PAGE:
EpCAM operates via down-regulation of PKC activity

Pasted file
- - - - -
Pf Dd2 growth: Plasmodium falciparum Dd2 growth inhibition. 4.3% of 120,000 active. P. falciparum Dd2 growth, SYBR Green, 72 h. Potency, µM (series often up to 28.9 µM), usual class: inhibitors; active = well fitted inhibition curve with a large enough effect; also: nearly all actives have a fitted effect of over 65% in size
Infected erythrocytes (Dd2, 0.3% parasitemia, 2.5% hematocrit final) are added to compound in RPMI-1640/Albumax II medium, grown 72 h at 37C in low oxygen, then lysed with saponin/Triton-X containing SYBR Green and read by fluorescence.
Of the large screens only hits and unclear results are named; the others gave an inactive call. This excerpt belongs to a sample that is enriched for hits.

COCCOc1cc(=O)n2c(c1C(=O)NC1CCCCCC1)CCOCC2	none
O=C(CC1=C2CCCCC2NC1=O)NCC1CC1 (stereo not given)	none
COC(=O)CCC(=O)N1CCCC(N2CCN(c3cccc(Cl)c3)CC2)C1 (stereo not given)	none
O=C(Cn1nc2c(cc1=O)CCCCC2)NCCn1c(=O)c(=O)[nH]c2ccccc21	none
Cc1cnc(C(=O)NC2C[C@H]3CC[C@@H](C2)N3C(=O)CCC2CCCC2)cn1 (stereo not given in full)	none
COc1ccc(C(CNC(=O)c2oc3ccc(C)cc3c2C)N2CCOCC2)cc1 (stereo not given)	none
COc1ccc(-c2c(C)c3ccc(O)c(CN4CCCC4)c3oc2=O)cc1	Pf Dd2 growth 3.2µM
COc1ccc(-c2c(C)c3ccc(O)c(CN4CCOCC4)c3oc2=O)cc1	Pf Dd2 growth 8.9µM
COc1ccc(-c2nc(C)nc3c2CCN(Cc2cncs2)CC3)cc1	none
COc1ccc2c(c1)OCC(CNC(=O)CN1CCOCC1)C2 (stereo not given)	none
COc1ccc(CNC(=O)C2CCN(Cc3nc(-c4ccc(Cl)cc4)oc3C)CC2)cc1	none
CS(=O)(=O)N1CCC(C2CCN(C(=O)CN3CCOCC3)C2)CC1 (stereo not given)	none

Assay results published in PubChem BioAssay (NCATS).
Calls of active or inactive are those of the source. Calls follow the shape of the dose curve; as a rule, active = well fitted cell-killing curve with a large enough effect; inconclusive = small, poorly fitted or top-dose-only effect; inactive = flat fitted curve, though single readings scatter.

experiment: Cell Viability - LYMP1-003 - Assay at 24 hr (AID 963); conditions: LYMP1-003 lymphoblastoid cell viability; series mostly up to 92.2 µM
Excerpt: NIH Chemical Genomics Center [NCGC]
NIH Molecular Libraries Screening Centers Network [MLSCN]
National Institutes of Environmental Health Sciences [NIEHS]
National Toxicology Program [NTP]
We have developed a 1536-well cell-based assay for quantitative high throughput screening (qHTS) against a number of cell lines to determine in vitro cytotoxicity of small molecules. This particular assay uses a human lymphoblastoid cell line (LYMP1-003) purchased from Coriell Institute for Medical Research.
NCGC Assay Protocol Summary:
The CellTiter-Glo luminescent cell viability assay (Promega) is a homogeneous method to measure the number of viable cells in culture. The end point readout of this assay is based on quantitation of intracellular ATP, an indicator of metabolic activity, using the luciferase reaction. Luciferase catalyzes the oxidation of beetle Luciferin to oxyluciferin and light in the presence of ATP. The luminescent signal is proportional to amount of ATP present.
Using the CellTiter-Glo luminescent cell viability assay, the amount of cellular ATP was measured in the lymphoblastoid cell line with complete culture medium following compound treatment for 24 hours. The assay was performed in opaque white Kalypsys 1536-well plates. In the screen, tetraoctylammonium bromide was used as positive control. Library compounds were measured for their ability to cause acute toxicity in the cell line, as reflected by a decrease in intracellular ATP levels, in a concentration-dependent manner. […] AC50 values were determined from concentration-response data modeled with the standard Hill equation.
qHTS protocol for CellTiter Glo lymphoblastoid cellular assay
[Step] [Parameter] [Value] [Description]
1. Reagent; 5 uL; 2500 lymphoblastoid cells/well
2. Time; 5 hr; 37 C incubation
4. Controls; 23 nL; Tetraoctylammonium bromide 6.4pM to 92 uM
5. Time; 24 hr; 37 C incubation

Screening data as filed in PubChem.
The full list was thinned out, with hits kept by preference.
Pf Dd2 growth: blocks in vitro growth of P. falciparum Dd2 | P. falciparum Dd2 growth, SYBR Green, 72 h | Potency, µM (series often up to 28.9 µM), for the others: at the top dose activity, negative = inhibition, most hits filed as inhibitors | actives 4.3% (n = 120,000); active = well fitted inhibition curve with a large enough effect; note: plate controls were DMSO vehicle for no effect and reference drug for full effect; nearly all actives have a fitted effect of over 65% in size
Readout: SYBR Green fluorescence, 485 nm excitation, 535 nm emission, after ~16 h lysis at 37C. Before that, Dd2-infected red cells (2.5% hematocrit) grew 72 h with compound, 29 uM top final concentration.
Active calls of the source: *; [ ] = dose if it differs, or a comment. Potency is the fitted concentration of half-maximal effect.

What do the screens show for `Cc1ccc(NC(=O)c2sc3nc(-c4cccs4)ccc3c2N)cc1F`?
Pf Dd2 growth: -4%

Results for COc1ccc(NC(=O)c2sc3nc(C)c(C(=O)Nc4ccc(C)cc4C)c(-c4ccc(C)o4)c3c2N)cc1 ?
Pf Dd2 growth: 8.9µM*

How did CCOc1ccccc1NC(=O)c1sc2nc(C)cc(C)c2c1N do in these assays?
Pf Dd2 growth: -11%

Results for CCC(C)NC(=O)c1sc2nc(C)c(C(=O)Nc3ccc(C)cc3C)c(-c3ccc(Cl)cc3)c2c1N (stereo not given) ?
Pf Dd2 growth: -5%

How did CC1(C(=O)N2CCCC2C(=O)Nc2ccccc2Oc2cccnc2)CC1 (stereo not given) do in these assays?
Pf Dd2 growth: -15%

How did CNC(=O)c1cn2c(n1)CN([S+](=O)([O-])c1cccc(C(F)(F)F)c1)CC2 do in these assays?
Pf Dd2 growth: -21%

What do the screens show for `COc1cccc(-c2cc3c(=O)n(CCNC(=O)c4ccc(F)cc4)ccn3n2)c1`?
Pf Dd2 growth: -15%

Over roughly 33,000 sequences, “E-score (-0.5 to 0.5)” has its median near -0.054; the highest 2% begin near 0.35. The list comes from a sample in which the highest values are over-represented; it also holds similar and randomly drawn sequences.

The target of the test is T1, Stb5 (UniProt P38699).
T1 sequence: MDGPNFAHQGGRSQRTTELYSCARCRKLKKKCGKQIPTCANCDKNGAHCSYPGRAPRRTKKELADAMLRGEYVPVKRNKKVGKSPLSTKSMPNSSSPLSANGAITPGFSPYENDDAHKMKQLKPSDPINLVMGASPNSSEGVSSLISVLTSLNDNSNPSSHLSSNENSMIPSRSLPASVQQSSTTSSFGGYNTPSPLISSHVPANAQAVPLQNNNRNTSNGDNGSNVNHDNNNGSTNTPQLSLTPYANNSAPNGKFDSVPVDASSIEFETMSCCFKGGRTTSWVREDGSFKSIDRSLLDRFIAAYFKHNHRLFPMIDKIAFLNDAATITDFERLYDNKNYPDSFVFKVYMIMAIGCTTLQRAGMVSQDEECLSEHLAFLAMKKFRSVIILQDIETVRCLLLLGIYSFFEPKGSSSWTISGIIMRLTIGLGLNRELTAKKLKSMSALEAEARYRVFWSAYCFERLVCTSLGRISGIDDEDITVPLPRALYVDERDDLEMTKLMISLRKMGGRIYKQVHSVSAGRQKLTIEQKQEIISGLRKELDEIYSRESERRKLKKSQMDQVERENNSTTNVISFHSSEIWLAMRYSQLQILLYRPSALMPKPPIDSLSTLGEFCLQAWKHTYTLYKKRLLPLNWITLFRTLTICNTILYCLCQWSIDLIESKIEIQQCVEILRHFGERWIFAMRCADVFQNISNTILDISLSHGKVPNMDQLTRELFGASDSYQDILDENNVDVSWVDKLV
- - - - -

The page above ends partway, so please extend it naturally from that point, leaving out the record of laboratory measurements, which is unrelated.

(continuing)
PKC signaling in the mesoderm has been implicated at the ectoderm–mesoderm boundary downstream of frizzled 7 (Winklbauer et al., 2001). Specifically, frizzled 7 depletion in the mesoderm caused tissue mixing, which could be rescued by overexpression of PKC-α (and thus presumably PKC overactivation). We therefore sought to determine whether EpCAM-induced mixing may be related to PKC. We first attempted to rescue separation by directly activating PKC using the phorbol ester phorbol-12-myristate-13-acetate (PMA). A short pretreatment of EpCAM-expressing mesoderm explants with a low concentration of PMA efficiently rescued separation (Fig. 6 C). Similarly, PMA treatment of EpCAM-overexpressing BCRs also rescued separation (Fig. 6 E). Furthermore, inhibition of PKC in wild-type tissues by pretreatment of either mesoderm explants or the BCR with bisindolylmaleimide (Bis1), a specific inhibitor of classical (α, β, γ) and novel PKC isoforms (δ, ε) phenocopied EpCAM-induced mixing (Fig. 6, F and G). We asked whether the epiboly phenotype observed upon EpCAM depletion may also be related to PKC activation: normal epiboly was fully rescued by treating EpCAM MO embryos with Bis1 (Fig. 5, G and H). Moreover, PMA treatment of wild-type embryos induced a thicker BCR (Fig. 5 I). Thus, the role of endogenous EpCAM in early development can be entirely accounted for by regulation of PKC activity.